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dc.contributor.authorNickisch, Balthasaren_US
dc.contributor.illustratorVan Vianen, Jan ?en_US
dc.date.accessioned2018-03-05T17:14:01Z
dc.date.available2018-03-05T17:14:01Z
dc.date.issued1718en_US
dc.identifier.other11243 (Access ID)en_US
dc.identifier.urihttp://hdl.handle.net/10504/117114
dc.description.abstractHere is the top prize of the books I found on this summer trip around Europe. We had an overnight in Trier. I got to the bookstore in the afternoon, and Dr. Jochen Staebel mentioned that he had a fine old book at home. We arranged that I would be back when he opened the next morning. The book belonged to the head of the public library in Trier. It is missing pages 1-2 and so does not have the first part of the first fable. The book seems to be a printing 5 years later of Bodemann #88.4, itself a reprinting of a Krauss edition of 1707. The edition -- even the title -- is trilingual. The three languages are side by side for the fables but consecutive in the pages before the fables. Illustrations -- with titles in all three languages -- come two to a page and measure about 3" x 2 1/2". There are 95 fables on 106 pages. Picture pages are not printed on the obverse and do not figure in the pagination. According to Bodemann, the illustrations are based on #88.1 from 1695. Where Bodemann's #88.4 has a frontispiece that sounds like the same as in #88.1, the frontispiece here is an elaborate scene situated on a pedestal. Under the pedestal and on its front are scripts very difficult to read. Vegetation grows up on both sides of the scene seated on the pedestal, offering various perches for birds and other animals, presumably characters in fables. The viewer sees into a long background of waters, mountains, forests, and human habitation. At the front of this scene, two human characters converse, surrounded by further animals including two mice at the front of the scene. An apparently older character seated on the left reaches a hand in explanation. Similarly the standing character on the right reaches out his right hand, while his left hand balances what seems to be some kind of spear or perhaps a pruning hook. I cannot find a similar frontispiece illustration in Bodemann. For good samples of the fable illustrations here, consider "The Man and the Satyr" facing 16, OF facing 28, and DS facing 40.en_US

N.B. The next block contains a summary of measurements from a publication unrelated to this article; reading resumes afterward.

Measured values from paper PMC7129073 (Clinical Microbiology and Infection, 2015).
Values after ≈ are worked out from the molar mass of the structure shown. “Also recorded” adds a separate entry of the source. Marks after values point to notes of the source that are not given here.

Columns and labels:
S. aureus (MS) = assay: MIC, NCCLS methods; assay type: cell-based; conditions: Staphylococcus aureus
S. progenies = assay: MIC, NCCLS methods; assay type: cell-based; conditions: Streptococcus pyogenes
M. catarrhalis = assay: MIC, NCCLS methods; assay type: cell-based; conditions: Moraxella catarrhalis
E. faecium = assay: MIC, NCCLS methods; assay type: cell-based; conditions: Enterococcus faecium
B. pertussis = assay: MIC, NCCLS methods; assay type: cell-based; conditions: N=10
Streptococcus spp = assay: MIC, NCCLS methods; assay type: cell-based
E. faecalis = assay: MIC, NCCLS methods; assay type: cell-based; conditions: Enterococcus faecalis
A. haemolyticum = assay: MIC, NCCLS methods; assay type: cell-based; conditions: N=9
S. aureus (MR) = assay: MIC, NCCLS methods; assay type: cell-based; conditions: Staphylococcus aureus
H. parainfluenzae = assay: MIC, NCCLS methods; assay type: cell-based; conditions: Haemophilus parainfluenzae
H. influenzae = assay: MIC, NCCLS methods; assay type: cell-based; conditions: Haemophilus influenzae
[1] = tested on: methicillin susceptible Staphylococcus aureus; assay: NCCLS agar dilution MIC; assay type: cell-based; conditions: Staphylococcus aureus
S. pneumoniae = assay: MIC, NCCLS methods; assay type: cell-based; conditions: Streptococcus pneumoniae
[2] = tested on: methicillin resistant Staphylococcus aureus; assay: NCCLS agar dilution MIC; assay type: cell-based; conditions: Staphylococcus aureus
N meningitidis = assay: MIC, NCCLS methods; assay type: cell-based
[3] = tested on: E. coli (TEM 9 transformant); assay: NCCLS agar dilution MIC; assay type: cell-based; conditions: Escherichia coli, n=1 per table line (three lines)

dc.description.statementofresponsibilityTranslated by Balthasar Nickischen_US
dc.languageitaen_US
dc.languagegeren_US
dc.languagefreen_US
dc.publisherJohann Ulrich Kraussen_US
dc.titleFavole Scelteen_US
dc.typeBook, Whole
dc.publisher.locationAusburgen_US
dc.description.noteLanguage note: Trilingual: Italian/German/Frenchen_US
dc.acquired.locationAntiquariat am Dom, Trieren_US
dc.cost.otherCost: €320en_US
dc.cost.usCost: 376.9en_US
dc.date.acquired2017-07en_US
dc.date.printed1718en_US
dc.description.bindingThis is a hardbound book (hard cover)en_US
dc.identifier.bodemanncf. #88.4en_US
dc.printer.locationAugsburg, Germanyen_US
dc.subject.local1Aesop and othersen_US
dc.subject.local4Title Page Scanneden_US
dc.time.yr1718


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